The milk then gets put in our fridge until snack time.  Then our kindergartners deliver the milk to the corresponding classrooms yet another opportunity for academics as they match milk tub A with classroom A, and so on and so forth.  

Our delivery cart gets used for many other jobs throughout the day!  The cart is simply a repurposed technology cart that I added weights to- to help ground the kids, keep them from going to fast and give them some sensory input!  Stay tuned for more ideas using the cart as well as another job Tasha and I modified for this semester.

Best wishes, Lindy

Friday, December 30, 2016

The Power of Flexible Seating for Students with Autism

Do you have students who struggle to sit at their desks?  If so this post is for you!

This year, we started the school year with several students who struggled to sit at their desks, let along do desk work and participate in classroom activities. As my colleagues and I began to brainstorm how we can help these students, we began reading about the Flexible Classroom.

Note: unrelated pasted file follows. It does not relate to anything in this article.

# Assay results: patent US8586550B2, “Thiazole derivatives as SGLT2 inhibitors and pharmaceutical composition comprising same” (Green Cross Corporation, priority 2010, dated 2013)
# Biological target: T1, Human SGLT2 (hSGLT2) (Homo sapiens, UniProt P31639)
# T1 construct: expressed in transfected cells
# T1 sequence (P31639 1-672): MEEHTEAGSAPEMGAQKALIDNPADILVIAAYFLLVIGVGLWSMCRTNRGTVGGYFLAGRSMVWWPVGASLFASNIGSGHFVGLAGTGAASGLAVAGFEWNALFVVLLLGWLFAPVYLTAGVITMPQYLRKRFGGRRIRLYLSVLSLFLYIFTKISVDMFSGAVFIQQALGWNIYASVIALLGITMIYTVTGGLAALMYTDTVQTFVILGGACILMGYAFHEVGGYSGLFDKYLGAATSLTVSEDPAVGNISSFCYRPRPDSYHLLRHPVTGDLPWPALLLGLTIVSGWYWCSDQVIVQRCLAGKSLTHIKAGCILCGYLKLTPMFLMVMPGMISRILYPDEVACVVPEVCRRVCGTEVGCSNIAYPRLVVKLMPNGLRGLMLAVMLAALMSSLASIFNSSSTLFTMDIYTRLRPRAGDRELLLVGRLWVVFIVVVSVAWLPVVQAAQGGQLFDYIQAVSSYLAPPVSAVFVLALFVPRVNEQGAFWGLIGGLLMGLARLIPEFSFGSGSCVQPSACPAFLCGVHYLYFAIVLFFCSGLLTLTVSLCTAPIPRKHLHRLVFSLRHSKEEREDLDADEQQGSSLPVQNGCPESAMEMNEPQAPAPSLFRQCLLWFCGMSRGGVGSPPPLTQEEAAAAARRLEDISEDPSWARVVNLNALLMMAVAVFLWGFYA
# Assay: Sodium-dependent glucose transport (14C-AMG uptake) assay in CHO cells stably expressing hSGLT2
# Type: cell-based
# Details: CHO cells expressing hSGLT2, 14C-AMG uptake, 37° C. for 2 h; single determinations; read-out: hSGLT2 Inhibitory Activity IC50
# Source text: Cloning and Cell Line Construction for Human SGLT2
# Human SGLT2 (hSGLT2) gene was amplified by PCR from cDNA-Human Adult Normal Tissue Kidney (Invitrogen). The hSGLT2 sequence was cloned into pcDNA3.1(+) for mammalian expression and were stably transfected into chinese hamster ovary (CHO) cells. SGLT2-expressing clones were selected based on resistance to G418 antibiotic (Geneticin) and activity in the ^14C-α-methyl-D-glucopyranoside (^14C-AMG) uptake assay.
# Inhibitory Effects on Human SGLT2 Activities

In taking this concept a step further, I began to think about students with Autism.  Many students with Autism have overwhelming sensitivities and preferences within their environment.  For example, one of my little gals hates hard surfaces, every morning when we start group she resists joining us.  For several reasons, number one their are too many people, number two it can be too loud and unpredictable, and number three she hates being confined to a desk with a hard cold chair. By the way I didn't come up with this conclusion just by watching her behavior, I also had a little help from Naoki Higashida after reading his book, The Reason I Jump.